God’s Righteousness In Paul’s Letters

In Romans 1:17, 3:5, 3:21, 3:22, 3:25, 3:26, 10:3, 2 Corinthians 5:21 and Philippians 3:9, Paul uses various Greek expressions which are usually translated “righteousness of God”, “His righteousness” or “God’s righteousness”. The meanings of these expressions have been highly debated in recent decades.

In some of the above-mentioned verses, these expressions mean different things. For example, in the context of Romans 1:16-18, “the righteousness of God” refers to God’s gracious powerful saving activity towards those who receive the Gospel by faith – this including Him declaring believers righteous by His grace and to Him saving believers from His righteous anger or wrath. He is angry towards all those who refuse to receive the Gospel and turn from unrighteousness and ungodliness. Verse 16 comments on salvation and the Gospel and verses 16-17 refer to faith. Verse 18 mentions God’s wrath against all unrighteousness.

Unrighteousness is the opposite of the absolute perfection of God’s righteousness. The Gospel includes mentions of Jesus’ death for believers (see 1 Corinthians 15:3) and that His death has justified believers and freed them from His great anger against all guilty sinners (see Romans 5:9, 1 Thessalonians 1:5-10 and 5:9).

In the context of Romans 3:3-7, verse 5 uses the expression “the righteousness of God” to mean God’s faithfulness to His promises to inflict His wrath and associated punishment on the unrighteous Jews and to deal rightly with believing Jews. God’s wrath is mentioned in the Mosaic and New Covenants. But His wrath is not just a covenantal reality. This is because behind God’s covenants are His perfect holiness and justice which are the source of His great anger against sinners and their sins.

In the context of Romans 3:21-24, the twice-used phrase “the righteousness of God” refers to God’s merciful, gracious saving activity for all Jews and non-Jews who believe, to His faithfulness to His promises found in the Law and the Prophets (see verse 21) and to being declared righteous by God’s grace (see verse 24).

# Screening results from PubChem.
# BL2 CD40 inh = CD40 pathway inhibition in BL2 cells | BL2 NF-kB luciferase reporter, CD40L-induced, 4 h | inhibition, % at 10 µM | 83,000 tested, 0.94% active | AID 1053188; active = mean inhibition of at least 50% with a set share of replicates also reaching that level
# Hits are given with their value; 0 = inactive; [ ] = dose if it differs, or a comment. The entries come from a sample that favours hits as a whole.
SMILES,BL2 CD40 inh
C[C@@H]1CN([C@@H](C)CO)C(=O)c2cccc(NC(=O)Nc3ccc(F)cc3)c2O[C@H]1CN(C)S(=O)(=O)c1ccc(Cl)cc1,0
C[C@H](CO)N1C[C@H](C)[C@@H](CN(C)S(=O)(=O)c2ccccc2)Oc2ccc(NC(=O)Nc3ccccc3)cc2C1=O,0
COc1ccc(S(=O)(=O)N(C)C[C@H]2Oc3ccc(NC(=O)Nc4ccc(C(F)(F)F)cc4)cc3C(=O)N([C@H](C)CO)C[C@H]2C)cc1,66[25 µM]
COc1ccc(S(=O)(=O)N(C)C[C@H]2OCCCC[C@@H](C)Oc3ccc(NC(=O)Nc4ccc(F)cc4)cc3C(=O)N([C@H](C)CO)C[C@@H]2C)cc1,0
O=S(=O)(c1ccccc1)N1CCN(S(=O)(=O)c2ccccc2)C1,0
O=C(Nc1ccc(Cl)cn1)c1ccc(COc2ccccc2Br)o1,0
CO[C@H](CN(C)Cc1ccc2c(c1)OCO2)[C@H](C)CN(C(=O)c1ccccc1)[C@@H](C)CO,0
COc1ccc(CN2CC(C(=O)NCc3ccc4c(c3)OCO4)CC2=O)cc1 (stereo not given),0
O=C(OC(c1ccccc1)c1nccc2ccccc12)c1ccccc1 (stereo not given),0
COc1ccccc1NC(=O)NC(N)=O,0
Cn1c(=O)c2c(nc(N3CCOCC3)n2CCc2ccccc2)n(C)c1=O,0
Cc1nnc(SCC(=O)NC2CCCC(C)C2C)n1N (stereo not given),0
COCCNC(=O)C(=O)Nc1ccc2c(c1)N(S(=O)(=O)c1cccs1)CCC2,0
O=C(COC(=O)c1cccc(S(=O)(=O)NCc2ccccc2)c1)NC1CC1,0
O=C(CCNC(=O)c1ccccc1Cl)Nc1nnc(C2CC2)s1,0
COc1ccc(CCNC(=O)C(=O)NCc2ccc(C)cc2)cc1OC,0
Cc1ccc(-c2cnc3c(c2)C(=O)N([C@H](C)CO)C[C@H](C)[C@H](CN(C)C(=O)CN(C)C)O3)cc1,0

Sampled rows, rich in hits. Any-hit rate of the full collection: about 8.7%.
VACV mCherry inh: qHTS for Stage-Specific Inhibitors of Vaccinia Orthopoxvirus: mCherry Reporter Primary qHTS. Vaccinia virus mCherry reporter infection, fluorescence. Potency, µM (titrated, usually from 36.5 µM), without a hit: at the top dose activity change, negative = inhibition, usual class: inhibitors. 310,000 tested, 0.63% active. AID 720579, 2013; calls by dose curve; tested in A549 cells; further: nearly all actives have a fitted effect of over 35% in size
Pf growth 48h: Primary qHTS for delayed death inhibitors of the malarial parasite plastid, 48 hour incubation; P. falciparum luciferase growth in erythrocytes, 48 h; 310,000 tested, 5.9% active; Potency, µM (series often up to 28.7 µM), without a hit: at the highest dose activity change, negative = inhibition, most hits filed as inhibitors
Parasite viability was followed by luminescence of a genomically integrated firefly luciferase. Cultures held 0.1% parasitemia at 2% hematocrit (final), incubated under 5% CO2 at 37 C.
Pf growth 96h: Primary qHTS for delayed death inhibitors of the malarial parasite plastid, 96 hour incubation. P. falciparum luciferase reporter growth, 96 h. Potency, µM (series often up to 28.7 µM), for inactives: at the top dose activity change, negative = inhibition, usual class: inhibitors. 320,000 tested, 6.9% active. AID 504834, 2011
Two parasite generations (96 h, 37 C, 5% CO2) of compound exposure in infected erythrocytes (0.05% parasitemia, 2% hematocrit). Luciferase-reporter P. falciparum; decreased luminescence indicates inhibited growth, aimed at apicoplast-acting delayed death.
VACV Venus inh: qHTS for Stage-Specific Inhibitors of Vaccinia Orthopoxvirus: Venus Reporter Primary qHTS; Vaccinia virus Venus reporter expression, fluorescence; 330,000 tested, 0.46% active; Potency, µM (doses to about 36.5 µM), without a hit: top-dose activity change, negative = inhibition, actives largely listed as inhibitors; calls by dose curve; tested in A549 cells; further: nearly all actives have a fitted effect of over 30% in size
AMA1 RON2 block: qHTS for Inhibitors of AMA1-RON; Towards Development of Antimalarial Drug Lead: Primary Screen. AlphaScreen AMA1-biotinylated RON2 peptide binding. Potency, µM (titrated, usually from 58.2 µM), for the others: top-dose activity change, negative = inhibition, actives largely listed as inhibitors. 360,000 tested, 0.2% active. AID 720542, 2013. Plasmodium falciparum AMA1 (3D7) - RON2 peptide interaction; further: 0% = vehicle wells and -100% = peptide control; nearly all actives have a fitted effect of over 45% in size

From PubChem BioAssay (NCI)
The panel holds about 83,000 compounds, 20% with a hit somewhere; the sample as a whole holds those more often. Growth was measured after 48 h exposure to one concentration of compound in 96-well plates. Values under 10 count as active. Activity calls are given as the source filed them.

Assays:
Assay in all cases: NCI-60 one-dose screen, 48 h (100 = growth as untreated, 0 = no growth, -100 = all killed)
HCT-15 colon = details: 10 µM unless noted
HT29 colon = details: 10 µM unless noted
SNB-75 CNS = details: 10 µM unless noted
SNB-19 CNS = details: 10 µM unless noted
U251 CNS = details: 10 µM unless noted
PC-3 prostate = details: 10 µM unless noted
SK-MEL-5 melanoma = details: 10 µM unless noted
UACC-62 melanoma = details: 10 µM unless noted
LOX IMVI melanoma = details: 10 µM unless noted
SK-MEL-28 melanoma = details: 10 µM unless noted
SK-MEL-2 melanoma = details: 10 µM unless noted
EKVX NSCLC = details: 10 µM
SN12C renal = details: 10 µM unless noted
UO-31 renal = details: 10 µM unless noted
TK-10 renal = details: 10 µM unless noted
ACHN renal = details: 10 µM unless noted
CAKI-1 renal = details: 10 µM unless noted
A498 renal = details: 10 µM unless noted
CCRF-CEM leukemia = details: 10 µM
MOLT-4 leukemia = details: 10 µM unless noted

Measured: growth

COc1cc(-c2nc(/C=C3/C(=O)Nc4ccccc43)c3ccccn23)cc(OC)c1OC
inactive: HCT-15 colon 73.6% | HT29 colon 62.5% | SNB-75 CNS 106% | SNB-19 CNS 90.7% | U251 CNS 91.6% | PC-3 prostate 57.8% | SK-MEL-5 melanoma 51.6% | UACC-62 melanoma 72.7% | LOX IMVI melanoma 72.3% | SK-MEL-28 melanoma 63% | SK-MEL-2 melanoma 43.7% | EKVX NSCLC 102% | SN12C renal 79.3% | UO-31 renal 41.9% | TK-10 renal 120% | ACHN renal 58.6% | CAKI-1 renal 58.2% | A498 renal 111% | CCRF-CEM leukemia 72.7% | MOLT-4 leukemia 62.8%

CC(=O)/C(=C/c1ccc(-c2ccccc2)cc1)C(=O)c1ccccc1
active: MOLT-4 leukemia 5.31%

But in the context of Romans 3:25 and 26, the phrase “His righteousness” refers primarily to God’s justice, but may also include elements of His faithfulness to His gracious merciful promises of salvation and of His powerful saving activity.

In Philippians 3:9, Paul refers to the righteousness of God as being God’s unmerited gift of righteousness to those with faith in Jesus Christ. In this verse, Paul compares this wonderful gift of God to him trying to maintain his right standing before God as a Jew through obeying the Mosaic Law. Under the Abrahamic and Mosaic Covenants, God gave all Jews by His unmerited grace and mercy a right standing before Him from the time they were born and/or circumcised in the case of boys. [1]

In Romans, Paul emphasises that when God saves, He does it in ways which are totally right. Paul teaches that God:


         is right in the fact that He saves fallen humans.

         is right in the way He saves them.


This rightness is one major aspect of God’s perfect righteousness.

In Romans, God’s righteousness is a more prominent theme than His covenants. In Romans, Paul mentions God’s covenants in Romans 9:4 and 11:27. But in Romans, he referred more often to God’s righteousness.

Paul viewed God’s righteousness as being behind all of the following: His covenants, His saving redeeming activity, His grace and mercy, His reconciling of humans to Himself, His adoption of believers, His declaring believers as being righteous in Christ, His wrath and His judgment of others.

In the Book of Romans, Paul teaches that God’s righteousness is:


         His perfectly right nature and character,

         His perfect justice,

         His faithfulness to His covenantal promises and

         His right activity expressed in His saving power.


Any teaching which ignores any of these four elements is an unbalanced teaching about God’s righteousness.



[1] Refer to Chapter “Righteousness through Jesus” and Chapter                “Justification” for extensive proof of the fact that being justified by God in the Book of Romans and other parts of the New Testament means being declared righteous by Him in His role as Supreme Ruler and Judge. James 2:14-26 is an exception to this. Refer to the section “James 2:14-26 in Chapter “Justified by grace through faith and evidenced by…” for details.



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